Was There a Resurrection?
WAS there a resurrection from the dead at the time of Jesus’ death? Many Bible commentators so hold. They base their belief upon Matthew 27:52, 53. In the Revised Standard Version (the Roman Catholic Confraternity Version is almost identical), these verses read: “The tombs also were opened, and many bodies of the saints who had fallen asleep were raised, and coming out of the tombs after his resurrection they went into the holy city and appeared to many.”
According to the Roman Catholic Commentary on holy Scripture, the earthquake, mentioned in the previous verse Mt 27:51, split open the rocky tombs to prepare the exit of the bodies, which were not resurrected until after Christ’s resurrection. But let it be noted that this is not what the text actually states, in either Roman Catholic or Protestant versions.
Regarding these verses one of the foremost Protestant Bible commentaries, that by Adam Clarke, states: “It is difficult to account for the transaction mentioned in Mt 27 verses 52 and 53. Some have thought that these two verses have been introduced into the text of Matthew from the gospel of the Nazarenes, others think the simple meaning is this:—by the earthquake several bodies that had been buried were thrown up and exposed to view, and continued above ground till after Christ’s resurrection, and were seen by many persons in the city. Why the graves should be opened on Friday, and the bodies not raised to life till the following Sunday, is difficult to be conceived. The place is extremely obscure.”
Another Bible commentator, Dr. Jenks, says regarding these verses: “This matter is not related as fully as our curiosity could wish. . . . We may raise inquiries concerning it which we cannot resolve.” Other Bible commentators express themselves similarly.
Could the event mentioned in these two verses have indeed been the beginning of the resurrection of the dead of which Jesus spoke as recorded at John 5:28, 29? No, for Jesus said that all those in the memorial tombs would come forth either to a resurrection of life or to a resurrection of judgment. Since the account says that these were “saints” or “holy ones,” they would have been raised to a resurrection of life. Were they? Hardly, or they would still be living today, even as Jesus has kept on living since his resurrection to life.—Rev. 1:18.
That is why we read that “Christ has been raised up from the dead, the firstfruits of those who have fallen asleep in death.” “He is the beginning, the firstborn from the dead, that he might become the one who is first in all things.” These holy ones, therefore, could not have been resurrected with the prospect of endless life before Jesus was.—1 Cor. 15:20; Col. 1:18.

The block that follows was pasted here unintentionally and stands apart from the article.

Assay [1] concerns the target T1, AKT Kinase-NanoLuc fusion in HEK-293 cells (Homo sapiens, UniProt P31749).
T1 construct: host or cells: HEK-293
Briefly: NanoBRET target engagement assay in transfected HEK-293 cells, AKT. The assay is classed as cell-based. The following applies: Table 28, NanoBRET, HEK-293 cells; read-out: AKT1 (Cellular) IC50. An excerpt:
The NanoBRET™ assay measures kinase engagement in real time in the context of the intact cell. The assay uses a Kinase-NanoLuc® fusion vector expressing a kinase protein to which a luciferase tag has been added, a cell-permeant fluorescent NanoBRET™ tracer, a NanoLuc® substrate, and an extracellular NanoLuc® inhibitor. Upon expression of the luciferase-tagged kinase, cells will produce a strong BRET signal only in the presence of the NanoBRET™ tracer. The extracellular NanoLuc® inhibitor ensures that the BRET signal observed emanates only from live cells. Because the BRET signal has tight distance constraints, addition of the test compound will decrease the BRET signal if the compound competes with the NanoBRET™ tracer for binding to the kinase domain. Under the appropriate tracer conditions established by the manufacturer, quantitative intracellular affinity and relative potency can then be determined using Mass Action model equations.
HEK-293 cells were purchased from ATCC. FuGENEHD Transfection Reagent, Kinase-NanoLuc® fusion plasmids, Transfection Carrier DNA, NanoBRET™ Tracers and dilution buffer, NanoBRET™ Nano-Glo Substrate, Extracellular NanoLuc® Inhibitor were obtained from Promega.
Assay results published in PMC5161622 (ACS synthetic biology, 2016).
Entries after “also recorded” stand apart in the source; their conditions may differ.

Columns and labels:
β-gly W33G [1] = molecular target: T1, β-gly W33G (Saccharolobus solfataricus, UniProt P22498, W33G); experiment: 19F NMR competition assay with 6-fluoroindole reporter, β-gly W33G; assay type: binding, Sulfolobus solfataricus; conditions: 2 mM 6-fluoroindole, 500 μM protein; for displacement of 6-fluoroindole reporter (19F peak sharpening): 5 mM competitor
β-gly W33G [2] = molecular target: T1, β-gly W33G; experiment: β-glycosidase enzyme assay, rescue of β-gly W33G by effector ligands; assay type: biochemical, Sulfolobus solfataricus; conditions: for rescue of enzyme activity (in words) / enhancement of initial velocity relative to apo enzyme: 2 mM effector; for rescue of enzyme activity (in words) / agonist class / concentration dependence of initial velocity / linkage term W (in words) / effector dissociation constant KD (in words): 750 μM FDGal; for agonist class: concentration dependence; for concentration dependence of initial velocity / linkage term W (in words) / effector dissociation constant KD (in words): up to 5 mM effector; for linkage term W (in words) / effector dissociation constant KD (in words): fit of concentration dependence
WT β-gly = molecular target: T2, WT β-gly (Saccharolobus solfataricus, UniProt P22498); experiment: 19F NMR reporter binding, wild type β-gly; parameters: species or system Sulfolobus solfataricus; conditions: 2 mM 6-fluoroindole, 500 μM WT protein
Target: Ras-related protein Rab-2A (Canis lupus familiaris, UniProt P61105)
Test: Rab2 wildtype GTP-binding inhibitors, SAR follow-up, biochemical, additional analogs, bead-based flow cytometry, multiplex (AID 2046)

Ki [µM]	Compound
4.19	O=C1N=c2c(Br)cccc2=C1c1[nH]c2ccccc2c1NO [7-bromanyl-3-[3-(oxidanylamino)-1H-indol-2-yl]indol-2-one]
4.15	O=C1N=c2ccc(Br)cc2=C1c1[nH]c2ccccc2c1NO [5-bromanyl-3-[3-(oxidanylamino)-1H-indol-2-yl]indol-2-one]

They could not even have been resurrected to life right after Jesus was, as suggested by some, because Paul shows that the Christian holy ones will be resurrected and receive their reward “in that day,” when “the Lord himself will descend from heaven with a commanding call, with an archangel’s voice and with God’s trumpet.” Paul did not even write this until many years after Jesus had been resurrected, and it was to be fulfilled far in the future.—2 Tim. 4:8; 1 Thess. 4:16.
Then could it be that these were pre-Christian holy ones, destined for life, not in heaven, but on earth? If so, they still could not have received their resurrection at the time Jesus did, because Paul wrote regarding them: “All these, although they had witness borne to them through their faith, did not get the fulfillment of the promise, as God foresaw something better for us, in order that they might not be made perfect apart from us.” Had these been resurrected to life then, they would have been made perfect apart from “us,” the Christian holy ones.—Heb. 11:39, 40.
NO BODILY RESURRECTION
Besides, nowhere in the Scriptures do we read that the bodies of the dead will be raised up; even though the so-called Apostles’ Creed does teach the resurrection of the human body. The “dead,” yes, but not the “dead bodies.” Dead persons will be resurrected in God’s due time, and they will be given a suitable body; they will have the same personality. Note the clear reasoning of the apostle Paul on this matter in regard to the resurrection of the Christian holy ones: “‘How are the dead to be raised up? Yes, with what kind of body are they coming?’ . . . What you sow is not made alive unless first it dies; and as for what you sow, you sow, not the body that will develop, but a bare grain, . . . but God gives it a body just as it has pleased him . . . So also is the resurrection of the dead. It is sown in corruption, it is raised up in incorruption. . . . It is sown a physical body, it is raised up a spiritual body. . . . flesh and blood cannot inherit God’s kingdom, neither does corruption inherit incorruption.”—1 Cor. 15:35-38, 42-44, 50.